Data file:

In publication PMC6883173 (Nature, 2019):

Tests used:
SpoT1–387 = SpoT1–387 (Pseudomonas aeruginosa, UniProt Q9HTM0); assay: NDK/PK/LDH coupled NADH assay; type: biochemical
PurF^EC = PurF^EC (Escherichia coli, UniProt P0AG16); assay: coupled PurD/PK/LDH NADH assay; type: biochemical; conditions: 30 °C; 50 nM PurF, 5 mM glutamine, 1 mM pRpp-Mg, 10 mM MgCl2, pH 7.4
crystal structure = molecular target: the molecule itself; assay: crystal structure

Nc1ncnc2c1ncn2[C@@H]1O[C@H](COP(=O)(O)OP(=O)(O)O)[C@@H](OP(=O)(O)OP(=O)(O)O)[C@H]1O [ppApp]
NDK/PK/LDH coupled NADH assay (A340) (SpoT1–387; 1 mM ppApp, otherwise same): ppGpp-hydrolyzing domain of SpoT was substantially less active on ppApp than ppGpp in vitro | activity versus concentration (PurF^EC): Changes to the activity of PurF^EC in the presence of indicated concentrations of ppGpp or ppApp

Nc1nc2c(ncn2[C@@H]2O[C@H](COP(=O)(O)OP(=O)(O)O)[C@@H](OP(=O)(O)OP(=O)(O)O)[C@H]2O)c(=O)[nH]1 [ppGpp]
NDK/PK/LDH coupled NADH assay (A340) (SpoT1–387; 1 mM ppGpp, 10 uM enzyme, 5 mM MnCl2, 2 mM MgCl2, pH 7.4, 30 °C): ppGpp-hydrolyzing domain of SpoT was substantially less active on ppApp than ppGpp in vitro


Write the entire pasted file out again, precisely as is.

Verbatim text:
In publication PMC6883173 (Nature, 2019):

Tests used:
SpoT1–387 = SpoT1–387 (Pseudomonas aeruginosa, UniProt Q9HTM0); assay: NDK/PK/LDH coupled NADH assay; type: biochemical
PurF^EC = PurF^EC (Escherichia coli, UniProt P0AG16); assay: coupled PurD/PK/LDH NADH assay; type: biochemical; conditions: 30 °C; 50 nM PurF, 5 mM glutamine, 1 mM pRpp-Mg, 10 mM MgCl2, pH 7.4
crystal structure = molecular target: the molecule itself; assay: crystal structure

Nc1ncnc2c1ncn2[C@@H]1O[C@H](COP(=O)(O)OP(=O)(O)O)[C@@H](OP(=O)(O)OP(=O)(O)O)[C@H]1O [ppApp]
NDK/PK/LDH coupled NADH assay (A340) (SpoT1–387; 1 mM ppApp, otherwise same): ppGpp-hydrolyzing domain of SpoT was substantially less active on ppApp than ppGpp in vitro | activity versus concentration (PurF^EC): Changes to the activity of PurF^EC in the presence of indicated concentrations of ppGpp or ppApp

Nc1nc2c(ncn2[C@@H]2O[C@H](COP(=O)(O)OP(=O)(O)O)[C@@H](OP(=O)(O)OP(=O)(O)O)[C@H]2O)c(=O)[nH]1 [ppGpp]
NDK/PK/LDH coupled NADH assay (A340) (SpoT1–387; 1 mM ppGpp, 10 uM enzyme, 5 mM MnCl2, 2 mM MgCl2, pH 7.4, 30 °C): ppGpp-hydrolyzing domain of SpoT was substantially less active on ppApp than ppGpp in vitro